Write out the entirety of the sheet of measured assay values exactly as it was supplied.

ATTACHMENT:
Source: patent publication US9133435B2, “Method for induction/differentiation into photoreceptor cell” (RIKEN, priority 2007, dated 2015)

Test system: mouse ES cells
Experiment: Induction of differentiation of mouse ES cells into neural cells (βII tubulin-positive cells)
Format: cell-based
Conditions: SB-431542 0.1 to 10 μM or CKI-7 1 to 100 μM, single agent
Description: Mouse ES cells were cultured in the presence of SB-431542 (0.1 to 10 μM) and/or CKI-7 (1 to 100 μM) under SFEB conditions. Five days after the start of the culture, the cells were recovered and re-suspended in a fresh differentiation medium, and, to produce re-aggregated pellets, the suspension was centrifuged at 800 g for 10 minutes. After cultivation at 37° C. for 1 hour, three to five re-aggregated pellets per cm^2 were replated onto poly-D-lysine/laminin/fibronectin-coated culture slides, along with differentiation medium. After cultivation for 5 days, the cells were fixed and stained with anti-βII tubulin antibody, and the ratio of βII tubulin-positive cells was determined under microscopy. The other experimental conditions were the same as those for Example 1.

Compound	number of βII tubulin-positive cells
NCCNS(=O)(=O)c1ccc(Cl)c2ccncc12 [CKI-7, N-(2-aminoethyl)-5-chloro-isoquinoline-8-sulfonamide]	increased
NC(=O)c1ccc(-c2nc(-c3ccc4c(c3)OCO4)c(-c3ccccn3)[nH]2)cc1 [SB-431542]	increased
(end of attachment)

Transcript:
Source: patent publication US9133435B2, “Method for induction/differentiation into photoreceptor cell” (RIKEN, priority 2007, dated 2015)

Test system: mouse ES cells
Experiment: Induction of differentiation of mouse ES cells into neural cells (βII tubulin-positive cells)
Format: cell-based
Conditions: SB-431542 0.1 to 10 μM or CKI-7 1 to 100 μM, single agent
Description: Mouse ES cells were cultured in the presence of SB-431542 (0.1 to 10 μM) and/or CKI-7 (1 to 100 μM) under SFEB conditions. Five days after the start of the culture, the cells were recovered and re-suspended in a fresh differentiation medium, and, to produce re-aggregated pellets, the suspension was centrifuged at 800 g for 10 minutes. After cultivation at 37° C. for 1 hour, three to five re-aggregated pellets per cm^2 were replated onto poly-D-lysine/laminin/fibronectin-coated culture slides, along with differentiation medium. After cultivation for 5 days, the cells were fixed and stained with anti-βII tubulin antibody, and the ratio of βII tubulin-positive cells was determined under microscopy. The other experimental conditions were the same as those for Example 1.

Compound	number of βII tubulin-positive cells
NCCNS(=O)(=O)c1ccc(Cl)c2ccncc12 [CKI-7, N-(2-aminoethyl)-5-chloro-isoquinoline-8-sulfonamide]	increased
NC(=O)c1ccc(-c2nc(-c3ccc4c(c3)OCO4)c(-c3ccccn3)[nH]2)cc1 [SB-431542]	increased